Legal Articles and Guides
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Western Cape High Court Judge Andre le Grange has declared the Wills Act inconsistent with the Constitution, as it only recognises legal marriages and not Muslim marriages. A Cape Argus report says this comes in the wake of a highly publicised Muslim Marriages’ legal dispute.
Cheating lover Mtshengu Zimu, who booted out his fiancée after he started a relationship with another woman, will have to cough up R123 149 for the pain he caused his former prospective wife. A report on the IoL site notes that Noncebo Nhlapo claimed more than R2m in damages from Zimu after he had asked for her hand in marriage, but later reneged. While allowing certain expenses Nhlapo proved she incurred in preparation for their ‘long and happy life together’ and some damages for her injured feelings relating to the manner in which he had dumped her, the court refused the bulk of her claim.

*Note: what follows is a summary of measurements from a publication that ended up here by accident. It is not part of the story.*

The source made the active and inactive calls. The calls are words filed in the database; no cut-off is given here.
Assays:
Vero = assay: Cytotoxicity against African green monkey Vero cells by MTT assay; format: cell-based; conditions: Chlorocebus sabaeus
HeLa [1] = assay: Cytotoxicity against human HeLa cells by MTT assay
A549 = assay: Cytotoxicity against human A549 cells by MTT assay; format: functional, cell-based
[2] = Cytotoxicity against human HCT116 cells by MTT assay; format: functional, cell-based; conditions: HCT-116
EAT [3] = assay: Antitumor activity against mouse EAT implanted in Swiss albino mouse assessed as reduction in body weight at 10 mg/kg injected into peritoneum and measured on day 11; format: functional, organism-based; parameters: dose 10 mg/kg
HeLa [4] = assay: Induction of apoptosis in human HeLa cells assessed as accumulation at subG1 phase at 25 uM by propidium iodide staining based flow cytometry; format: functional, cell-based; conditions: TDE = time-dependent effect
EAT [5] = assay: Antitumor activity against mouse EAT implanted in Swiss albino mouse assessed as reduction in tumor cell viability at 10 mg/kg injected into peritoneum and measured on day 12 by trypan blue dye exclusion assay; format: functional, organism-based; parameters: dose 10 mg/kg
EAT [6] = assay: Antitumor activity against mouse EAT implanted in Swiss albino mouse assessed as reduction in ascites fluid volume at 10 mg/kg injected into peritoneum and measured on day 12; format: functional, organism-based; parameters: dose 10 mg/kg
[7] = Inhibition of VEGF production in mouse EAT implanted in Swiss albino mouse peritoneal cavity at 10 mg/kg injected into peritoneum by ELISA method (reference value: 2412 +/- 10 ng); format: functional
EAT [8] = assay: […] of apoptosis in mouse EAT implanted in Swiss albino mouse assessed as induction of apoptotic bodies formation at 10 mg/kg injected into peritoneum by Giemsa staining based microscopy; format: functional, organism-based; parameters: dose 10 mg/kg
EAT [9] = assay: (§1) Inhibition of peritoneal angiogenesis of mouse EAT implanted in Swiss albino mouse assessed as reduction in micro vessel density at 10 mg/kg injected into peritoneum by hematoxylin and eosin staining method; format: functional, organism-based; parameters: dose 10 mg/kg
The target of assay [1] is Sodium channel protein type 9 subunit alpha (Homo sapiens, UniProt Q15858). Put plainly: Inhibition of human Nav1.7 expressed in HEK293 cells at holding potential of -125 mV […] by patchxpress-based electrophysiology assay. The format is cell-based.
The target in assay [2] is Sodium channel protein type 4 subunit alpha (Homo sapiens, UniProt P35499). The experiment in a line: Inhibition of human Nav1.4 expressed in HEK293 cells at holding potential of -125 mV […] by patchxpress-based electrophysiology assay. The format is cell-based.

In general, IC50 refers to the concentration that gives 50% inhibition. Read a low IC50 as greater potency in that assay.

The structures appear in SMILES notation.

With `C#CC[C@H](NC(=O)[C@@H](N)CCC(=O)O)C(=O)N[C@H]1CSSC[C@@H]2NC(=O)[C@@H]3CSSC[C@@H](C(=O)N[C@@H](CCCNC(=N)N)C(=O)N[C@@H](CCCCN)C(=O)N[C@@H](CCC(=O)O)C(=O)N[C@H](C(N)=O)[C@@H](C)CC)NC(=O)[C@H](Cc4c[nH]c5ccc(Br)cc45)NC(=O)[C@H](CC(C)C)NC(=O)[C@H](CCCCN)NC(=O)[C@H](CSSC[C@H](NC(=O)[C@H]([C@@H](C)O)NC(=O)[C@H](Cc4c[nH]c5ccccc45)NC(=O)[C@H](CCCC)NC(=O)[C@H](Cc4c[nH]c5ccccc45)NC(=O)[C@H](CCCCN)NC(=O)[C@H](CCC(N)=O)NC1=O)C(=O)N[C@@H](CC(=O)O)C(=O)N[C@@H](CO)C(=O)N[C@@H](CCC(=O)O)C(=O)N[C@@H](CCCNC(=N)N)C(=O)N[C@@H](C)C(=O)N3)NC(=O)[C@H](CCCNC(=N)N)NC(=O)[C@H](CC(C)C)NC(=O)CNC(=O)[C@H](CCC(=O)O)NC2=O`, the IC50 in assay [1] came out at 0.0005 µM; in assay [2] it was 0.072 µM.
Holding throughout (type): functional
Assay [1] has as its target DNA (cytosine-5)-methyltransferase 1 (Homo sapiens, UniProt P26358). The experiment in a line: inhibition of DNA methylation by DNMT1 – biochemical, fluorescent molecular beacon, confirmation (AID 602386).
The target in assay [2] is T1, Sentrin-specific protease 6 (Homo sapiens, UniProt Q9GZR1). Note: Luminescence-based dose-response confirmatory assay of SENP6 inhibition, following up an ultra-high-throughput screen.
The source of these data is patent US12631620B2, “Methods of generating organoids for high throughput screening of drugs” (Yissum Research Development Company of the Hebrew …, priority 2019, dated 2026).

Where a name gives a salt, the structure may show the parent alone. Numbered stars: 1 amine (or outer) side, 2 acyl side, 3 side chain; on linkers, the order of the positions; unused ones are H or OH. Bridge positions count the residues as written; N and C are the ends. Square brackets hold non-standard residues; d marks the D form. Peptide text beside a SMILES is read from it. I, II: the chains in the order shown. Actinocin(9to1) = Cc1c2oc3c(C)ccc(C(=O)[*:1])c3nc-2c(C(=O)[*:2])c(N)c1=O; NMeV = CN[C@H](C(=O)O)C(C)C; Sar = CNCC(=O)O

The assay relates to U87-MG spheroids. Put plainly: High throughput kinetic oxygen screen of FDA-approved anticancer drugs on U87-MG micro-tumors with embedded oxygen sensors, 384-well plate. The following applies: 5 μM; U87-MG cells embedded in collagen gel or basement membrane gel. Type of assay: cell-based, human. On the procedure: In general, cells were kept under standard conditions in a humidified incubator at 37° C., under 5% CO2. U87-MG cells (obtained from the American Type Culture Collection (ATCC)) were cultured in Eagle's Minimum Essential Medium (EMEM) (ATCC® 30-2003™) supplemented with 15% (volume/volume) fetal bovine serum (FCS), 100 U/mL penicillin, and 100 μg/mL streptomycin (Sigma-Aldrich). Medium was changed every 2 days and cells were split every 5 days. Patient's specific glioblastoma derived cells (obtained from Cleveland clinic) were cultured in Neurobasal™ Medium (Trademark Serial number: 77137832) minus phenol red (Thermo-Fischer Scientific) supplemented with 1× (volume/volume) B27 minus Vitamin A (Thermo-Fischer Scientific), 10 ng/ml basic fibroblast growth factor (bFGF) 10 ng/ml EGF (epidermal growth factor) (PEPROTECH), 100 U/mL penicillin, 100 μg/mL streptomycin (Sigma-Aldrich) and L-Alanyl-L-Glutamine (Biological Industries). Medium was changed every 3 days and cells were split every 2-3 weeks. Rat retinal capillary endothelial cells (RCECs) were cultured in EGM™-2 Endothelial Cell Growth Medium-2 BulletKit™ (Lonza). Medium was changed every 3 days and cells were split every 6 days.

The Eastern Cape High Court (Grahamstown) has ruled in favour of biological parents in round one of what promises to be an epic court battle for primary custody of a little boy, says a Daily Dispatch report. According to court papers, the two-year-old was largely cared for by his biological mother, Jenny, and her spouse Katy during their marriage (not their real names). But when the Grahamstown couple’s relationship broke down they separated.